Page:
Nevertheless, there is a real possibility that Hyde was involved in Monaghan’s arrest. A further small pointer is the timing of the one arrest we have no reason to doubt was down to him: Boris Pasco was taken into custody on the same day as Monaghan.

But even if Hyde did reveal details of Monaghan’s escape work, that’s a long way from having ‘come clean’. Why then did he give that advice to his colleagues? We must remember that there were spies in almost every cell that held political prisoners, so Hyde could have relied on word of what he said getting back to his interrogators. It’s possible that he was trying to fool the Japanese into thinking that he had no more left to tell them, an obviously sensible strategy.

So, in summary, my answer to the question in the title is, ‘Yes, to an extent at least’. I do think it possible that Hyde named Monaghan, although as we have seen, that’s far from certain. What is certain is that he didn’t tell anything like all he knew. And it’s likely that others like Choy and Foy who believed he was responsible for their arrest were wrong.

Once again the Hong Kong war archive shows it’s complex and contradictory nature. And yields the possibility that Hyde went to his death on that dreadful day in late October 1943 with at least the consolation of knowing that he’d completely fooled his tormentors.



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C. M. Faure Vindicated?

One of the most interesting of the ‘Stanley Stay-outs’ was Cyril Munro Faure, who seems to have remained uninterned because his boss at the South China Morning Post told the Japanese that he wasn’t British. I don’t know if this is true: he was born in Switzerland, one of his brothers was a Swiss citizen, and at some point  the children went to live with a Scottish-born guardian, so his nationality is something I’m still looking into. Anyway, the plan was for him to join a number of other SCMP staff in looking out for the company’s interests by signing up to work for the Hongkong News, a Japanese-sponsored English-language newspaper that was published from what had been the SCMP premises. In the 1945 Stanley Roll Faure is described as a compositor, or something similar, but he also wrote a weekly column under the heading ‘Is Anything New’? The implied answer was ‘practically nothing’ as Faure attempted to demonstrate that the ancient Egyptians had taught the Greeks most of what they knew while anticipating modern science in some of its most important discoveries. He stressed that the ‘whites’ had learnt from other Asian and African peoples too, but he always came back to the Egyptians.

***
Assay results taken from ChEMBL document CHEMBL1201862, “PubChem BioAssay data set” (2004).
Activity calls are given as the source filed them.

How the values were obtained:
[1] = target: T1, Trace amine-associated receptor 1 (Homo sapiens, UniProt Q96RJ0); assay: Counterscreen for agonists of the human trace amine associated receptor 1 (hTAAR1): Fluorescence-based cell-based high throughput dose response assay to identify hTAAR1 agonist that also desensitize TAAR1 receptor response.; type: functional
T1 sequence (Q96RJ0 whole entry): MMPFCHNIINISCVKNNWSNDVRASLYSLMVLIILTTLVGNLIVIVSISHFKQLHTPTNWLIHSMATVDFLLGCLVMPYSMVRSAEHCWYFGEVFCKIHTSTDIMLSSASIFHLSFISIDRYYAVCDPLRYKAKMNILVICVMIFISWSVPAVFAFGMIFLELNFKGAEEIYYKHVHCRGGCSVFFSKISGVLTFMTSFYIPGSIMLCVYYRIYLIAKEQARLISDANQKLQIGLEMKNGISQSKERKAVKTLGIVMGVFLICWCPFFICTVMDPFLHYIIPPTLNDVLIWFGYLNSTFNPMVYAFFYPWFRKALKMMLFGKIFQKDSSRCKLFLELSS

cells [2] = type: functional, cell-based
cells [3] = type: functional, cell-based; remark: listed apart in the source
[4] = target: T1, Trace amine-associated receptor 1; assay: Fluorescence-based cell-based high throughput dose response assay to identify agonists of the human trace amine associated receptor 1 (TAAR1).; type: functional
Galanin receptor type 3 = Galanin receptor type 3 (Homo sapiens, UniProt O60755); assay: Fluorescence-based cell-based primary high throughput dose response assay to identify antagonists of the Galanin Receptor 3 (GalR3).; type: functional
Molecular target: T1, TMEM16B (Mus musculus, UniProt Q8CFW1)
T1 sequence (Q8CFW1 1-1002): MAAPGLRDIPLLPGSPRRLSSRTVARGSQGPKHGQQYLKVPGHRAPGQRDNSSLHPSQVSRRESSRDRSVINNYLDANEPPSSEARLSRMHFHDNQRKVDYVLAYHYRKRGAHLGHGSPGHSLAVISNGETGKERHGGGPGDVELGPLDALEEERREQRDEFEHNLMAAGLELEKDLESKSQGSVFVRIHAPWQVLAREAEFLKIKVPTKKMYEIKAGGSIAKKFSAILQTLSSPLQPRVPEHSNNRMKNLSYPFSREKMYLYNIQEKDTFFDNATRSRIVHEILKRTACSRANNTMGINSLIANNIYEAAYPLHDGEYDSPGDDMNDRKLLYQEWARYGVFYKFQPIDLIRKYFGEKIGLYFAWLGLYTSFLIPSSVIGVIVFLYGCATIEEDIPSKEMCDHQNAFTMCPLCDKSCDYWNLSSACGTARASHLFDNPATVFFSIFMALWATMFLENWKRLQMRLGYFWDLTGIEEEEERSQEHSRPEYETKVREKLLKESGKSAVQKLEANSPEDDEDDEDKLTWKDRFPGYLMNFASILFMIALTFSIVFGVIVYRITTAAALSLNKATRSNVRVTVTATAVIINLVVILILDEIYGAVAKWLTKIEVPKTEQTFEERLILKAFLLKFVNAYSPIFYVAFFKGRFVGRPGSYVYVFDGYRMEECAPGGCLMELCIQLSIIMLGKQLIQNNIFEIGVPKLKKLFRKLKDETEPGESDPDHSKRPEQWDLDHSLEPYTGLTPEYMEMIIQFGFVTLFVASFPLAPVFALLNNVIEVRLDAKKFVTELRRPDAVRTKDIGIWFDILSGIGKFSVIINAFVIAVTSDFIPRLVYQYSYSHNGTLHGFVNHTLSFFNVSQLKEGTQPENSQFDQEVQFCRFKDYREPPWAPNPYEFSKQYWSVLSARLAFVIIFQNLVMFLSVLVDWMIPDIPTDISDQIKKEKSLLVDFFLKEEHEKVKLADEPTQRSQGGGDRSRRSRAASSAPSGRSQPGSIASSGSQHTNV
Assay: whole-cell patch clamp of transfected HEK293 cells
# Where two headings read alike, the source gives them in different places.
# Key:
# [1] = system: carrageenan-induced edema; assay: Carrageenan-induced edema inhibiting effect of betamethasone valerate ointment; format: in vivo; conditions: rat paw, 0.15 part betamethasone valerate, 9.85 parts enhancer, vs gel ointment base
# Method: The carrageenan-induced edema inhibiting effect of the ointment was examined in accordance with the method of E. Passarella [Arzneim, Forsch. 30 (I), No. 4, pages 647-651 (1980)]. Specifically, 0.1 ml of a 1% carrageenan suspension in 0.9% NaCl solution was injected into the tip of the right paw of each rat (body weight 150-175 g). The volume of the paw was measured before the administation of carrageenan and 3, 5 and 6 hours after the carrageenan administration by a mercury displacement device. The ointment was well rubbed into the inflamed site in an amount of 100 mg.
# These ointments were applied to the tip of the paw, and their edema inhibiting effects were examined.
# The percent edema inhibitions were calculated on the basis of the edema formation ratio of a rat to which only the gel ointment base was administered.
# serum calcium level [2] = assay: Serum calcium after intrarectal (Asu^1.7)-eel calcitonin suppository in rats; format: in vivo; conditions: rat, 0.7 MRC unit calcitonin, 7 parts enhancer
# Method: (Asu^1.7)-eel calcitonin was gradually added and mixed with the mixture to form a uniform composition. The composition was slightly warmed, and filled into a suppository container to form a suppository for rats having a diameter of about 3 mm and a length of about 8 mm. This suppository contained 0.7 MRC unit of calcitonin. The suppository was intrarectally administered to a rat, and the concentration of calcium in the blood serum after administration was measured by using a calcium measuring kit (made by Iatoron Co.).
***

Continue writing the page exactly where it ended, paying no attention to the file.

I gather that Faure’s basic theory is not held by most qualified academics. Martin Bernal is one who does take a similar view to Faure’s, and his book Black Athena started a vigorous and ongoing debate. But, as I say, looking on as an outsider, it seems that the majority of scholars believe Bernal exaggerates the debt of the Greeks to the Egyptian and other civilisations to their south. Nevertheless, Faure’s position is obviously tenable and academically respectable, at least in its broad outlines.

As far as I can make out, Faure was self-taught – he joined the Royal Navy at the age of 17 to take part in WWI – but his columns show a huge amount of knowledge and a probing intellect, although I thought he was going too far – much too far – when, in a couple of places, he hinted that he believed the Egyptians had provided the Chinese with the basis of their civilisation. However, a bit of Googling shows some recent support for Faure’s view: